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Author and illustrator Chris Riddell got into a little Twitter spat last week with retailer John Lewis over the Moz character from the new advertising campaign, and a week on it’s still rumbling on as the ever witty and creative Chris Riddell continues with a stream of monster talk.

The former children’s laureate, Riddell, pointed out that Moz the Monster bears a striking similarity to Mr Underbed, his own monster character. Riddell then went on to show blow by blow how the stories are almost identical, and even the monsters bear a striking resemblance. Read More

The Private Lives of Authors: Franz Kafka

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Franz Kafka (1883-1924) was a German speaking Jewish novelist born in Prague to a middle class family. His childhood was lonely despite being the eldest of six children; his two brothers unfortunately died in their infancy and the remaining children were mainly raised by governesses. Both parents worked hard in the family business and were consequently absent for much of the working week, leaving the household in the care of servants.

Kafka was a shy and introverted character, and an avid reader. He considered writers such as Dostoyevsky, Flaubert, and Heinrich Von Kleist to be “true blood brothers”. Kafka’s father expected him to take over the family goods business, however, after completing a degree in Law he worked for insurance companies, and started an asbestos factory with an acquaintance. He claimed to despise working just to pay bills and would much rather have spent his time writing. Illness plagued him through his adult life, with complications arising from tuberculosis keeping him from joining the military.

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Brambly Hedge Creator Jill Barklem Died Aged 66

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Born in Epping in 1951, Jill Barklem had a natural talent for art and drawing. He interest in the natural world became a real influence in her work, and after completing her study of illustration at St Martin’s in London, she went on to research extensively for her Brambly Hedge stories.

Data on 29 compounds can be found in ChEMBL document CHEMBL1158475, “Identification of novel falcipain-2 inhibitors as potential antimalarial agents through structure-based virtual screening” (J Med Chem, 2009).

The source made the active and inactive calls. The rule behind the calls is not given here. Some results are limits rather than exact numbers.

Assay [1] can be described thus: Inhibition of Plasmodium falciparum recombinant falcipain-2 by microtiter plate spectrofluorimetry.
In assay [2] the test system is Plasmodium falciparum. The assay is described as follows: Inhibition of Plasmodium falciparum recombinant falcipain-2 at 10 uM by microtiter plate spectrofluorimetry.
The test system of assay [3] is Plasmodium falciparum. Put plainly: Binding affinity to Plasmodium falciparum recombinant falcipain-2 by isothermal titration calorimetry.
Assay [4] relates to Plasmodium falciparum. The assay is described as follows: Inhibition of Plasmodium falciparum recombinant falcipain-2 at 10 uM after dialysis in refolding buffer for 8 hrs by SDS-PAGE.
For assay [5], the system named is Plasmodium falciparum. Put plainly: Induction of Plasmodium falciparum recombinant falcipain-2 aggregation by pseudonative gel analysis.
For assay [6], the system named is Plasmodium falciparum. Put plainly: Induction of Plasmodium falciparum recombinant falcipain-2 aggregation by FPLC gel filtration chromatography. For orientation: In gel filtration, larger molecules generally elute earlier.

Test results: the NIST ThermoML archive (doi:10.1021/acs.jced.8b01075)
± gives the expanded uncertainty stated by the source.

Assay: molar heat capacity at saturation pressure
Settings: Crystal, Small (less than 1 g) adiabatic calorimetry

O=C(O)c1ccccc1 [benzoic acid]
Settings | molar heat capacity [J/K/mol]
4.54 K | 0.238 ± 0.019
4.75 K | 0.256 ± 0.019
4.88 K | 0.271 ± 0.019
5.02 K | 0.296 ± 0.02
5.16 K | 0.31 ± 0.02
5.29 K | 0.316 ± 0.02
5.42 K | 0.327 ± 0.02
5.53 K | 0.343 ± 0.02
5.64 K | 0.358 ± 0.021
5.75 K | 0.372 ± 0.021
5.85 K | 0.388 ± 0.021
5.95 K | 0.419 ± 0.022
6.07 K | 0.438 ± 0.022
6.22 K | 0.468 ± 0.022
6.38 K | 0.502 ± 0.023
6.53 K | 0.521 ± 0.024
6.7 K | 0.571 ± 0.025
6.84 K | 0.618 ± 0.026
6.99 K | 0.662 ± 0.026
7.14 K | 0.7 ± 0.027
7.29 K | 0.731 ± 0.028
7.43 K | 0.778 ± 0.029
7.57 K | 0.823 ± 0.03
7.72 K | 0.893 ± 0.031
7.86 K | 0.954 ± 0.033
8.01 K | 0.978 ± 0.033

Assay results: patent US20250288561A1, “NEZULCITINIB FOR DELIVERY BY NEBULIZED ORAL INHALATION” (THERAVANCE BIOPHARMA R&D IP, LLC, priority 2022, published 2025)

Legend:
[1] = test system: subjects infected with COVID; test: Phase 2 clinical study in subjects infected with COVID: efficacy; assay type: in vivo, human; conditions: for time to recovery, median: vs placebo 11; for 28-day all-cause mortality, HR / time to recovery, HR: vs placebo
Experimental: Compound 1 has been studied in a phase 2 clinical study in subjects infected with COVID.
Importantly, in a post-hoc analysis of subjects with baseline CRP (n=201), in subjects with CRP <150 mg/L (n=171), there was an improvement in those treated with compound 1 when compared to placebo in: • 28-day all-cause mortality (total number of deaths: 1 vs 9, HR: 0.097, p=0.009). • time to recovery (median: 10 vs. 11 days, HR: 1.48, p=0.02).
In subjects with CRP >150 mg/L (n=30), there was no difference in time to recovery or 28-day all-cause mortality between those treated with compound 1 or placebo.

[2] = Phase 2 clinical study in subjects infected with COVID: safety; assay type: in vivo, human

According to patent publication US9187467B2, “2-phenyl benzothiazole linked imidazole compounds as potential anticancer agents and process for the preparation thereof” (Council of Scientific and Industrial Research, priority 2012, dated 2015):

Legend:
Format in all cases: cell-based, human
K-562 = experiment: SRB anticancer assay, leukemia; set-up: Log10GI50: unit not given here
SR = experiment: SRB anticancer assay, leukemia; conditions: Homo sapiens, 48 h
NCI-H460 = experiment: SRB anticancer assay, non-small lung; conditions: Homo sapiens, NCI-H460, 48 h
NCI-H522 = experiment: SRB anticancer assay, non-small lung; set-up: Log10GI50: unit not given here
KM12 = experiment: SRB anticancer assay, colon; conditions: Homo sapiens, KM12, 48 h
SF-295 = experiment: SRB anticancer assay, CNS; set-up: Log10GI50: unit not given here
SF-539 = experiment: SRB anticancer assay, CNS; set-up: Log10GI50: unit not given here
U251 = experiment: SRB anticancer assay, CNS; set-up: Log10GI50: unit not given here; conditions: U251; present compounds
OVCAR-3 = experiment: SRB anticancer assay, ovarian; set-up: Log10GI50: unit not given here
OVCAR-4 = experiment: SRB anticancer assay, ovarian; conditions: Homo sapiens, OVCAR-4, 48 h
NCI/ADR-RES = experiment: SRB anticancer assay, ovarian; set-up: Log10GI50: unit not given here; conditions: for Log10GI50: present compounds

Her curiosity and interest in rural life bled into her quaint and sweet stories, accompanied by beautifully detailed images of anthropomorphised field mice and other hedgerow creatures.  Her Brambly Hedge stories were adored by many children growing up in the 80s and 90s from her first book ‘A Spring Story’ (1980) to ‘A Year in Brambly Hedge’ (2010). Her work was made into an animation in 1996, voiced by two British treasures- Jim Broadbent and June Whitfield.

After a long illness Jill died, aged 66, on November 16th 2017. The publisher’s staff at HarperCollins were all deeply saddened at the news of Barklem’s death. “Her exquisite Brambly Hedge stories have enchanted children and many adult admirers across the world for more than 35 years. Jill was a lovely person with a rare talent to turn her astute observation of the English countryside into an enchanting miniature world,” she said. “Her enduring stories about the mice of Brambly Hedge remain as beautiful today as when she first created them and will continue to be treasured by future generations.”

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Orwell Statue Unveiled at BBC Broadcasting House

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On the 7th November this year, a brand new statue of one of my all time favourite authors was unveiled outside the BBC’s London Head Quarters, at New Broadcasting House.

Eric Blair had worked at the BBC as a producer for the “Empire Service” over 70 years ago and some suggest that it is this time at the BBC that gave him the inspiration for room 101, in his now famous novel 1984 which he penned under the more familiar name George Orwell.